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Uncanny Archaeology of Halloween

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Author Topic: Uncanny Archaeology of Halloween  (Read 2471 times)
Vlad the Impaler
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Posts: 1791

« Reply #90 on: October 31, 2009, 12:07:39 am »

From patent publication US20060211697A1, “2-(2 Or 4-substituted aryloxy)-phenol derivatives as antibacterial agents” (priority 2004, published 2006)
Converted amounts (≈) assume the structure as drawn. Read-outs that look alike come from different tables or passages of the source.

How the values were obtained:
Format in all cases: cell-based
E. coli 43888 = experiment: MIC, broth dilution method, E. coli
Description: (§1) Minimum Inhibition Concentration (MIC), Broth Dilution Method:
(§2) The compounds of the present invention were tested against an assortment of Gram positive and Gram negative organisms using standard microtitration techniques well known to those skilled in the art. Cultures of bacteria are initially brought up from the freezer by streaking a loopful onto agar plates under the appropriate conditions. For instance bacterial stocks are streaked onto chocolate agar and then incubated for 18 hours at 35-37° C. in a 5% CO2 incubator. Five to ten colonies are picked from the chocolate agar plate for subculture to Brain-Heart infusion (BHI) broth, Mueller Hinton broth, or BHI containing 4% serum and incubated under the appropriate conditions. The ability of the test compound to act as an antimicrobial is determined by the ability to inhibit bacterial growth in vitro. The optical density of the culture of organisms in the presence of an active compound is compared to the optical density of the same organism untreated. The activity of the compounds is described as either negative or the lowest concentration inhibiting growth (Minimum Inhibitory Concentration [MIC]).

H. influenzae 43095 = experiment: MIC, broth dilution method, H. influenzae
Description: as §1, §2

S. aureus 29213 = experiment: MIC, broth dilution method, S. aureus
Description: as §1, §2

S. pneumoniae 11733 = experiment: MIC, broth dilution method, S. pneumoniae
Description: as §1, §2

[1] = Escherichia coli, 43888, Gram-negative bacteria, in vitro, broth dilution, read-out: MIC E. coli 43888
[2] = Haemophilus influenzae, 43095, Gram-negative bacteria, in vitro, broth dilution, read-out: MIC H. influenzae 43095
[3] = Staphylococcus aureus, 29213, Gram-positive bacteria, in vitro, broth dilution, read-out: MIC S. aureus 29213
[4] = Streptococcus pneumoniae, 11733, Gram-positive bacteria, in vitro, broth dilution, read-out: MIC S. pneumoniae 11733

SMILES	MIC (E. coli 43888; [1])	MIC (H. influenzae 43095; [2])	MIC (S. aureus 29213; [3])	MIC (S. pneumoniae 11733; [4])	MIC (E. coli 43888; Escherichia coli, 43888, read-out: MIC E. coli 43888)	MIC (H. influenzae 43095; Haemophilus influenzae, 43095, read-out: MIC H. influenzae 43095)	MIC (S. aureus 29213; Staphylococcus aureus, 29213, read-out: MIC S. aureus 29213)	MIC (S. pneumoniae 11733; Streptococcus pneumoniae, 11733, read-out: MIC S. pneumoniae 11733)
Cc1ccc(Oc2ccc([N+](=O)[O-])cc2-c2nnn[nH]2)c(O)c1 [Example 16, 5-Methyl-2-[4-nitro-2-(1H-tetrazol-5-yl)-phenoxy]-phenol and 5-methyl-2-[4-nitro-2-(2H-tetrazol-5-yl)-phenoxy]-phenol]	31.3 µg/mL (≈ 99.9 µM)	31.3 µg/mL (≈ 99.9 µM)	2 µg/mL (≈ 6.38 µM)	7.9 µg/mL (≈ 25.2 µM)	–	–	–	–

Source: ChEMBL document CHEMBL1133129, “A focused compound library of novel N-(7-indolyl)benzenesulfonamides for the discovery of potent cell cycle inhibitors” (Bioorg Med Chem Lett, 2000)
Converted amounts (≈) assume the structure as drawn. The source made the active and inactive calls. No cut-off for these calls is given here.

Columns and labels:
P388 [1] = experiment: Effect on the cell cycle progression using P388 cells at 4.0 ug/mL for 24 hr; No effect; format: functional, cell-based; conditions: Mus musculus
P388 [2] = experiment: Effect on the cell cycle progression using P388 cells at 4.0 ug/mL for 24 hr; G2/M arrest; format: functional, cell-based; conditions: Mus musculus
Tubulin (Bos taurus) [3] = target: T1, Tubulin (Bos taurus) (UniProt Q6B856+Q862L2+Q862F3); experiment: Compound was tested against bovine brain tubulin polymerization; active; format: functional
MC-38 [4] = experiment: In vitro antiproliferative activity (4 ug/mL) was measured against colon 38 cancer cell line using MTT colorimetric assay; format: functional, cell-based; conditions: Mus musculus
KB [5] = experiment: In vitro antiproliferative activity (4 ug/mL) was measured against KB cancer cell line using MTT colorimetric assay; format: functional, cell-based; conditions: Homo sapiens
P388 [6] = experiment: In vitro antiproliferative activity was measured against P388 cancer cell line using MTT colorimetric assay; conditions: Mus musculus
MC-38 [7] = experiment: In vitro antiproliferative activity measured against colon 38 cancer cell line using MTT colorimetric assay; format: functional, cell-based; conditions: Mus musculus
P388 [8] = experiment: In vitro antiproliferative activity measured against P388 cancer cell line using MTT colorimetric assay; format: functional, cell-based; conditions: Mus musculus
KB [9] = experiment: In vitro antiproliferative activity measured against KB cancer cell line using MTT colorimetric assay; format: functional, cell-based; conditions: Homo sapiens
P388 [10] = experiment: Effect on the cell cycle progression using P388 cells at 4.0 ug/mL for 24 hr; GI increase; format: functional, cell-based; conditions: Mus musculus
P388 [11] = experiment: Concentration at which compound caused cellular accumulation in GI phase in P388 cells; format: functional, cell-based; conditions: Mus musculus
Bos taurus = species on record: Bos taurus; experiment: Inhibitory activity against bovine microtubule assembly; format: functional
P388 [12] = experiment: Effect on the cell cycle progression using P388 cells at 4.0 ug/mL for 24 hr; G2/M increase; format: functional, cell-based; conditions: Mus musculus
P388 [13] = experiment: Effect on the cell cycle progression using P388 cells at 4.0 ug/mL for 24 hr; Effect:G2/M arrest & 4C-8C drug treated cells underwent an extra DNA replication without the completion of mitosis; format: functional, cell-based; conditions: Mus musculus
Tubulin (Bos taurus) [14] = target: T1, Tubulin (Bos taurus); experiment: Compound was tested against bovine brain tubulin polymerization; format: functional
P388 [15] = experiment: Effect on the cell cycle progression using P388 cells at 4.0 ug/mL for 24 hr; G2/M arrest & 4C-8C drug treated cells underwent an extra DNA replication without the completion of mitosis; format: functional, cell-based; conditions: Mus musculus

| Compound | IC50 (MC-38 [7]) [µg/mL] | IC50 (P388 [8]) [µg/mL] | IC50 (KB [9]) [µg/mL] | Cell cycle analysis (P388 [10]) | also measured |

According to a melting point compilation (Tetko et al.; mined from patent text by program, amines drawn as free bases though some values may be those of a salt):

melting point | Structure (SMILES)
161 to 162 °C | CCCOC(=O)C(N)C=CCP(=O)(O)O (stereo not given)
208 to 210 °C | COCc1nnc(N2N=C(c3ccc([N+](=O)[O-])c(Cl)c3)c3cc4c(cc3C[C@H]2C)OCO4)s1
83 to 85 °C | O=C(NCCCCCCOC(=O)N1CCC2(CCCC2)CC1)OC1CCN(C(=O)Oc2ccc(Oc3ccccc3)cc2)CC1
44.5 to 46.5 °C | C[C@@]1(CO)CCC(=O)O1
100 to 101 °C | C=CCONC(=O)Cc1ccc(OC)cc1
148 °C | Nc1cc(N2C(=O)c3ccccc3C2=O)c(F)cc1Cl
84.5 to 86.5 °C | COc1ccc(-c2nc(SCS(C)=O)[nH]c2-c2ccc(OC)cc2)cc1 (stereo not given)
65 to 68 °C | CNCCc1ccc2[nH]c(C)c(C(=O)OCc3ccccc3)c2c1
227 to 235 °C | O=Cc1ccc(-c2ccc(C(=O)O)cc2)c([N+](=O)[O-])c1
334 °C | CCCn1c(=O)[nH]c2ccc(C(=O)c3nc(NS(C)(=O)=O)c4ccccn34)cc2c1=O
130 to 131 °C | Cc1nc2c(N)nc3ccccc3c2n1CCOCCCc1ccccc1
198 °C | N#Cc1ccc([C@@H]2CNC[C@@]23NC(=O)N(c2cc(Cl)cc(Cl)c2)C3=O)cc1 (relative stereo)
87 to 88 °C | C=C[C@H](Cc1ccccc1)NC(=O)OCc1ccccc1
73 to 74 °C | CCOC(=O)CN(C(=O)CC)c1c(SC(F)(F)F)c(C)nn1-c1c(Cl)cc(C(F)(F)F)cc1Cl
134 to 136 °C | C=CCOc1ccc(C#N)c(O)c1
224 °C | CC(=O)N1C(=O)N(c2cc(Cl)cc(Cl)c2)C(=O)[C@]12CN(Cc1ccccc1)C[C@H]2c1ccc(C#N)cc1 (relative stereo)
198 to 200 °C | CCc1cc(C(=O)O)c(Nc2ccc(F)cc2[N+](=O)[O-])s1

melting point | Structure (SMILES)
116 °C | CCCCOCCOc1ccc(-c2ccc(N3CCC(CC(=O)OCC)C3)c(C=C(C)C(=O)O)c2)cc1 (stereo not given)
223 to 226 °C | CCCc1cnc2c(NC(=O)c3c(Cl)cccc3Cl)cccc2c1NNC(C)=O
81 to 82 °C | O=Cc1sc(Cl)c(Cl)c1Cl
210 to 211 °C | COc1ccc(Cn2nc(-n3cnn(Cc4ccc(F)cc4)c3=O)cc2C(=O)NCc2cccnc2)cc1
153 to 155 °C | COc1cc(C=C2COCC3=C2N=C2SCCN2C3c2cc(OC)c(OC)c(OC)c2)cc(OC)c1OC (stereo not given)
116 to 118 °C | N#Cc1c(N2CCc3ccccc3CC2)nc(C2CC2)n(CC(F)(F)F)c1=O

Examples of witchcraft can be found in a remarkable variety of cultures and can be traced back to the very earliest phases of history. The 17th-century Englishman might seek to dispel a "weakness" by boring a hole in a living oak tree and placing his hair cuttings or nail clippings in it; or he might seek to cure himself of some ailment by burying his "water" in an ant's nest or by pouring it on a dung heap. Such primitive efforts to contend with human frailty may seem amusing to us now, but they represent the poignant efforts of a pre-scientific era to lessen real suffering. Indeed, to judge from the concentration of white magic charms in and around London during the 17th century, it is possible that the ailments which occasioned their use had become more frequent. Such an increase in pains and illnesses may have been the result of changes in diet or some other aspect of lifestyle. It is known, for example, that smoking increased significantly during this period, although there is no way of knowing that this habit was linked to specific ills related to witch bottles. Witches of the colonial era kept themselves busy on both sides of the Atlantic, afflicting innocent people with discomforts and diseases. The strong belief in these witches traveled with our ancestors over the sea to America and persisted through the centuries.
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